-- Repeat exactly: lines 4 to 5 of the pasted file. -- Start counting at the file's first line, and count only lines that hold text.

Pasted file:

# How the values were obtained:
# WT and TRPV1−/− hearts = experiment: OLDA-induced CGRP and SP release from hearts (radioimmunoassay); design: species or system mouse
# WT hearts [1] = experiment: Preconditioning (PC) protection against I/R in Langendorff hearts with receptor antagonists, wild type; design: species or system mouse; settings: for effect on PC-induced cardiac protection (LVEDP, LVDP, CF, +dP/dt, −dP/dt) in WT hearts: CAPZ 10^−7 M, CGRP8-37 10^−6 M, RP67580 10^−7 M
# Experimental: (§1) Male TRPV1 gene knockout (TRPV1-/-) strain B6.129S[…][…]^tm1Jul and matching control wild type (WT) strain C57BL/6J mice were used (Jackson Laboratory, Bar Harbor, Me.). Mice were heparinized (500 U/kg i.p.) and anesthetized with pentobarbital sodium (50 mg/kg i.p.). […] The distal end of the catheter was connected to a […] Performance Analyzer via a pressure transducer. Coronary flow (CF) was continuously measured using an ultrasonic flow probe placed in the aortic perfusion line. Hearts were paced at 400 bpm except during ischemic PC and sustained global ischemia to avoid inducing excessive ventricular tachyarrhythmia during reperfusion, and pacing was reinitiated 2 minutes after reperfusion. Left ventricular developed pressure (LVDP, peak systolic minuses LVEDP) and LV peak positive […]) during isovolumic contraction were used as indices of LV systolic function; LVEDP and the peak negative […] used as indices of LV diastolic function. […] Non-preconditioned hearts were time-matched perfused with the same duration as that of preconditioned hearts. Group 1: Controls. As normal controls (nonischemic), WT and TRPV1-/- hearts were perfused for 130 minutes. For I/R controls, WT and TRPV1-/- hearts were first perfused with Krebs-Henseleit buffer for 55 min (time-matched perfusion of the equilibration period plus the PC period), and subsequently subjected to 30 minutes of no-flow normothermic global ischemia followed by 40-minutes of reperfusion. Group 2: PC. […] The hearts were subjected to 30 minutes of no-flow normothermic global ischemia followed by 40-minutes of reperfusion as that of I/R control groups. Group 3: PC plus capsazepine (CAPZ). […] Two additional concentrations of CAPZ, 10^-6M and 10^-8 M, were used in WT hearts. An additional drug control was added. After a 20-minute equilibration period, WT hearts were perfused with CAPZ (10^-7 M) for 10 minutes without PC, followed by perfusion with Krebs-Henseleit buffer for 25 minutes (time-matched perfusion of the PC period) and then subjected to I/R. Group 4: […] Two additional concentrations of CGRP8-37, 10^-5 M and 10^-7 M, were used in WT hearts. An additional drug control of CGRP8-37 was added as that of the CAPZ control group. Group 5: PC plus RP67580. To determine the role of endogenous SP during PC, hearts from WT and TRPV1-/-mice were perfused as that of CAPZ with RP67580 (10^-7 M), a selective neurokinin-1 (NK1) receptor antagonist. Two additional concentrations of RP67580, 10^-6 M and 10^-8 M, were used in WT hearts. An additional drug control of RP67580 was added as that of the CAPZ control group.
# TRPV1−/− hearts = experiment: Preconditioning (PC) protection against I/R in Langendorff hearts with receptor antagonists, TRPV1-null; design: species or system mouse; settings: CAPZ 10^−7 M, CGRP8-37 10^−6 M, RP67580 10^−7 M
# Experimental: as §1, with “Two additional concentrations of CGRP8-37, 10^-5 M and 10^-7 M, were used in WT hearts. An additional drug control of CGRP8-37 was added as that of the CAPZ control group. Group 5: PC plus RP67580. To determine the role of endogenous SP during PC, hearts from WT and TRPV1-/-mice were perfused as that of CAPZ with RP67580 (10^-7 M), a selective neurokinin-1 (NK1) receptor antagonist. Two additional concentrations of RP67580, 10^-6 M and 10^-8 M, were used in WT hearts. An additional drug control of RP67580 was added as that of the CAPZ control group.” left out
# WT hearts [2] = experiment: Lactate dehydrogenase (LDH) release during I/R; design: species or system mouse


# Experimental: (§1) Male TRPV1 gene knockout (TRPV1-/-) strain B6.129S[…][…]^tm1Jul and matching control wild type (WT) strain C57BL/6J mice were used (Jackson Laboratory, Bar Harbor, Me.). Mice were heparinized (500 U/kg i.p.) and anesthetized with pentobarbital sodium (50 mg/kg i.p.). […] The distal end of the catheter was connected to a […] Performance Analyzer via a pressure transducer. Coronary flow (CF) was continuously measured using an ultrasonic flow probe placed in the aortic perfusion line. Hearts were paced at 400 bpm except during ischemic PC and sustained global ischemia to avoid inducing excessive ventricular tachyarrhythmia during reperfusion, and pacing was reinitiated 2 minutes after reperfusion. Left ventricular developed pressure (LVDP, peak systolic minuses LVEDP) and LV peak positive […]) during isovolumic contraction were used as indices of LV systolic function; LVEDP and the peak negative […] used as indices of LV diastolic function. […] Non-preconditioned hearts were time-matched perfused with the same duration as that of preconditioned hearts. Group 1: Controls. As normal controls (nonischemic), WT and TRPV1-/- hearts were perfused for 130 minutes. For I/R controls, WT and TRPV1-/- hearts were first perfused with Krebs-Henseleit buffer for 55 min (time-matched perfusion of the equilibration period plus the PC period), and subsequently subjected to 30 minutes of no-flow normothermic global ischemia followed by 40-minutes of reperfusion. Group 2: PC. […] The hearts were subjected to 30 minutes of no-flow normothermic global ischemia followed by 40-minutes of reperfusion as that of I/R control groups. Group 3: PC plus capsazepine (CAPZ). […] Two additional concentrations of CAPZ, 10^-6M and 10^-8 M, were used in WT hearts. An additional drug control was added. After a 20-minute equilibration period, WT hearts were perfused with CAPZ (10^-7 M) for 10 minutes without PC, followed by perfusion with Krebs-Henseleit buffer for 25 minutes (time-matched perfusion of the PC period) and then subjected to I/R. Group 4: […] Two additional concentrations of CGRP8-37, 10^-5 M and 10^-7 M, were used in WT hearts. An additional drug control of CGRP8-37 was added as that of the CAPZ control group. Group 5: PC plus RP67580. To determine the role of endogenous SP during PC, hearts from WT and TRPV1-/-mice were perfused as that of CAPZ with RP67580 (10^-7 M), a selective neurokinin-1 (NK1) receptor antagonist. Two additional concentrations of RP67580, 10^-6 M and 10^-8 M, were used in WT hearts. An additional drug control of RP67580 was added as that of the CAPZ control group.
# TRPV1−/− hearts = experiment: Preconditioning (PC) protection against I/R in Langendorff hearts with receptor antagonists, TRPV1-null; design: species or system mouse; settings: CAPZ 10^−7 M, CGRP8-37 10^−6 M, RP67580 10^−7 M